The U.S. Constitution: The Constitution of the United States established America's national government and fundamental laws, and guaranteed certain basic rights for its citizens. It was signed on September 17, 1787, by delegates to the Constitutional Convention in Philadelphia. The present United States Constitution replaced the Articles of Confederation on March 4, 1789.

Sentence

The United States Constitution is an amazing document.  A bold experiment in democracy more than 200 years ago, it has proved both stable and flexible enough to survive and remain effective in a world totally different from the one in which it was written.

Example

Constitution's 'excessive fines' ban bolstered by U.S. high court

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Questions

  1. What set the rules of our government before the Constitution?

  2. Why did the Framers write the Constitution?

  3. Why do you think the Constitution has been able to survive for so long?

  4. What is your favorite legislative, executive, or judicial power in the Constitution?

AP Studio Art

Now draw The U.S. Constitution! Take 10 or 20 seconds. That’s all you need. Nothing fancy. Don’t expect a masterpiece. Draw with symbols or stick figures if you wish. Now Look at your drawing. You’ve got it. That’s all.

U.S. v. Lopez

AP US Government and Politics

Prediction

  1. What is the significance of U.S. v. Lopez?

  2. Use U.S. v. Lopez in a sentence:

  3. Describe a connection to U.S. v. Lopez in current events:

  4. Find an image of U.S. v. Lopez:

Ten Fast Facts

 

Definition

U.S. v Lopez was a 1995 landmark Supreme Court case that limited the use of the Commerce Clause. The (5-4) verdict ruled that the Gun-Free School Zones Act of 1990 was unconstitutional because the U.S. Congress, in enacting the legislation, had exceeded its authority under the commerce clause.

Sentence

When the Gun-Free School Zone Act was passed in 1990, there were few limits on the Congress’s use of the Commerce Clause as the constitutional basis for regulation.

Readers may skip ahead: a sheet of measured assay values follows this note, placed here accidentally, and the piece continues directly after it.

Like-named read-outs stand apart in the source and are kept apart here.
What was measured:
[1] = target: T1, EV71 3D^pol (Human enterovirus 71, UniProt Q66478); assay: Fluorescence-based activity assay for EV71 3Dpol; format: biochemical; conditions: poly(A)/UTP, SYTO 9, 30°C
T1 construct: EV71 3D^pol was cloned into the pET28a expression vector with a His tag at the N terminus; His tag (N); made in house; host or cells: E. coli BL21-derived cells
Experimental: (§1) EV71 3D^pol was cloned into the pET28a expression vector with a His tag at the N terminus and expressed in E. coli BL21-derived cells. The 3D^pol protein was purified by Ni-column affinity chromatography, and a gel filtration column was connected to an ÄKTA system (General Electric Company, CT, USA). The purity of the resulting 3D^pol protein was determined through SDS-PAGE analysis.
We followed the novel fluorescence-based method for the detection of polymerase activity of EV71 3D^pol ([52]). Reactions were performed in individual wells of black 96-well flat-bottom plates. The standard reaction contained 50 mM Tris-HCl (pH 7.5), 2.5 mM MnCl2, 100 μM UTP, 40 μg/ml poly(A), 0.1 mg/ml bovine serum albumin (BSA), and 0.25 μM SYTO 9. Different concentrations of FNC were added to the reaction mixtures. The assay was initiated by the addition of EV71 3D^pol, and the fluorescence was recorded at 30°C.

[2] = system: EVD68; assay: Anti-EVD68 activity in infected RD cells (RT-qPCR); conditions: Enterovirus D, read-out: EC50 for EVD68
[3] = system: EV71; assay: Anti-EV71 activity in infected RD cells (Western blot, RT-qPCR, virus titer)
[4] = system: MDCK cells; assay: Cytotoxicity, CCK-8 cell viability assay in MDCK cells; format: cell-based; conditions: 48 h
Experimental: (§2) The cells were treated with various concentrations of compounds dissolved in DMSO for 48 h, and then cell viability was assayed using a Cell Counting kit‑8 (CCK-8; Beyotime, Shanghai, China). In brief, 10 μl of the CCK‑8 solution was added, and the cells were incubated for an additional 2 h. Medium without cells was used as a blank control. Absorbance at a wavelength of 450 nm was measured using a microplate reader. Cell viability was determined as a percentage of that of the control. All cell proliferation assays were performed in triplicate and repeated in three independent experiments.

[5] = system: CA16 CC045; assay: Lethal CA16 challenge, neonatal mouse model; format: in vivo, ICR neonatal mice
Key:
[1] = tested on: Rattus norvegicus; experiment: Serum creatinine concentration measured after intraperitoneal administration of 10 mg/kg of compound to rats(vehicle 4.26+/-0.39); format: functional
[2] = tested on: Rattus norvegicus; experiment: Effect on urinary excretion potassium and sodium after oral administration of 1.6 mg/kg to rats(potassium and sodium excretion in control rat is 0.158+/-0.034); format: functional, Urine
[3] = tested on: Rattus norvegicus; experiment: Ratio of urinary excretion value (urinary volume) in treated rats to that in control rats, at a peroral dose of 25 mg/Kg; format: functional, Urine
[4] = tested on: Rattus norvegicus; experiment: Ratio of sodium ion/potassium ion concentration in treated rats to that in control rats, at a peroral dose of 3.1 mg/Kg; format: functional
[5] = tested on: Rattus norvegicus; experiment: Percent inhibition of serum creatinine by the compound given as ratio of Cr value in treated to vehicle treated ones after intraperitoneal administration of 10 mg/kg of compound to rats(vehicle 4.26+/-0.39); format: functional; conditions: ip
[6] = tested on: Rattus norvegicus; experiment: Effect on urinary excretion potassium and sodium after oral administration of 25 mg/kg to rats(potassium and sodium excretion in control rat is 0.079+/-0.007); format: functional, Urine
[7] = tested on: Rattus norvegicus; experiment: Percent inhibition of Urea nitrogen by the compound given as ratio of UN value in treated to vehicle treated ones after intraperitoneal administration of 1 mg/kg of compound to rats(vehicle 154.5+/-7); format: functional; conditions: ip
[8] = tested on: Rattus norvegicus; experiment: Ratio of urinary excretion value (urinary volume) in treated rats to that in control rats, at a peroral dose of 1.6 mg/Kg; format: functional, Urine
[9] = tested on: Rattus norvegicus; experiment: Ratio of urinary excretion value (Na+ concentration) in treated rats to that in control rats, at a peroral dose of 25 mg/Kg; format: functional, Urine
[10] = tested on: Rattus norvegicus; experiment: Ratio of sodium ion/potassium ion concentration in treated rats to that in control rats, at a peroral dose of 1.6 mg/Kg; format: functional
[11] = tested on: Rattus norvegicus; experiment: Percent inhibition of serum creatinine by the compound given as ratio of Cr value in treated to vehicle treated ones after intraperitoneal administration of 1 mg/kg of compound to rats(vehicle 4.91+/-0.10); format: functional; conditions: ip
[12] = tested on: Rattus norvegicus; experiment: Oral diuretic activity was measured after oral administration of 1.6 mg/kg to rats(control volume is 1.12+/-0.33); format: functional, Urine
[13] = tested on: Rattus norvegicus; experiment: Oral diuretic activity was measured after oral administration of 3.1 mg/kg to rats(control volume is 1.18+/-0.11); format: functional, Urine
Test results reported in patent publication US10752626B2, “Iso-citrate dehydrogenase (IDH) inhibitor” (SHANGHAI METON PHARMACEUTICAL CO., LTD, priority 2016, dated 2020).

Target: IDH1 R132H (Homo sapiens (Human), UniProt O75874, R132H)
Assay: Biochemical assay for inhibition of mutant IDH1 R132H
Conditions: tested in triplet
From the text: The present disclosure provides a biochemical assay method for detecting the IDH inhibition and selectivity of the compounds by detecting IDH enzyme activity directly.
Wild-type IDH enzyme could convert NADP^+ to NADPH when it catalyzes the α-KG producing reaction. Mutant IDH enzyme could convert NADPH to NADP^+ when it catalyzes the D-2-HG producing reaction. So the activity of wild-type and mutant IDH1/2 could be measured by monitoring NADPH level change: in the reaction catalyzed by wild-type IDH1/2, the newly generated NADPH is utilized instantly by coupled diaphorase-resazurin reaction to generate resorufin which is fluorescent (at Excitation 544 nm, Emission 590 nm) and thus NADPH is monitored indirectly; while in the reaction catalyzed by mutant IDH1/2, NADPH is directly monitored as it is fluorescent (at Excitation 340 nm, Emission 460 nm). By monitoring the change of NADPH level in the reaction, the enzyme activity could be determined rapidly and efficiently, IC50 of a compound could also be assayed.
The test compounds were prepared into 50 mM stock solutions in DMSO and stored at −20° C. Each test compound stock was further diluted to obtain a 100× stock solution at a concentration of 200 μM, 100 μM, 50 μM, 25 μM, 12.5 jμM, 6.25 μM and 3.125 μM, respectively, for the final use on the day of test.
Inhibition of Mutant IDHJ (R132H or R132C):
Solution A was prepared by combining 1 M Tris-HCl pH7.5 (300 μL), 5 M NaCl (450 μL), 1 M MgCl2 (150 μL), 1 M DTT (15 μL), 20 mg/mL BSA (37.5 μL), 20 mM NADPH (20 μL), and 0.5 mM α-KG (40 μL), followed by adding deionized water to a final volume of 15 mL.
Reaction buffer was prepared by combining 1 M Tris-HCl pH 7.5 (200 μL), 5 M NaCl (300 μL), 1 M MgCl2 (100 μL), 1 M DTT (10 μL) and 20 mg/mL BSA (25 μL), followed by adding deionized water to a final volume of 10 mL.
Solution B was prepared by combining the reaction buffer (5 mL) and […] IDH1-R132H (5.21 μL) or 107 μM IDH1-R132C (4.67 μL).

AP US Government and Politics

AP US Government and Politics

Video

Audio


Questions

  1. List some other significant Supreme Court cases that deal with the powers of the Commerce Clause.

  2. What was the most significant consequence of the ruling in U.S. v. Lopez?

  3. In what was has the ruling in U.S. v. Lopez impacted your and your education?

  4. How different would the U.S. be without the U.S. v. Lopez ruling?

AP Studio Art

Now draw U.S. v. Lopez! Take 10 or 20 seconds. That’s all you need. Nothing fancy. Don’t expect a masterpiece. Draw with symbols or stick figures if you wish. Now Look at your drawing. You’ve got it. That’s all.

Landmark Supreme Court Cases

Learn about all 15 Landmark Supreme Court Cases

Federalist No. 51

AP US Government and Politics

Prediction

  1. What do you think Federalist No. 51 is about?

  2. Use Federalist No. 51 in a sentence that wouldn’t get you kicked out of a McDonald’s.

  3. Think of an example of the ideas from Federalist No. 51 in current events:

  4. Find an image of Federalist No. 51 :

Fun Fact

Definition

Federalist No. 51: The Federalist Papers were a series of eighty-five essays urging the citizens of New York to ratify the new United States Constitution. Written by Alexander Hamilton, James Madison, and John Jay, the essays originally appeared anonymously in New York newspapers in 1787 and 1788 under the pen name "Publius."

Federalist No. 51 addresses means by which appropriate checks and balances can be created in government and also advocates a separation of powers within the national government. This idea of checks and balances became a crucial document in the establishment of the modern U.S. system of checks and balances.

The present United States Constitution replaced the Articles of Confederation on March 4, 1789.

Sentence

Federalist No. 51 laid out arguments as to why we need checks and balances with the famous quotes, "Ambition must be made to counteract ambition," and “If men were angels, no government would be necessary.

Example

Congress Is Not a Coequal Branch of Government — It’s Supreme

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Questions

  1. Why did the author(s) (Publius) write the federalist papers?

  2. What was the main point Publius made in Federalist No. 51?

  3. If The Federalist Papers aren’t a part of the Constitution, why do federal judges often quote them in their rulings?

  4. If the Federalist papers had NOT been written and the Constitution had not been ratified, how different would our country be today?

AP Studio Art

Now draw Federalist No. 51! Take 10 or 20 seconds. That’s all you need. Nothing fancy. Don’t expect a masterpiece. Draw with symbols or stick figures if you wish. Now Look at your drawing. You’ve got it. That’s all.

Articles of Confederation

AP US Government and Politics

Prediction

  1. What do you think Articles of Confederation means?

  2. Use Articles of Confederation in a sentence that you wouldn't be embarrassed for the FBI to investigate.

  3. Think of an example of Articles of Confederation in current events: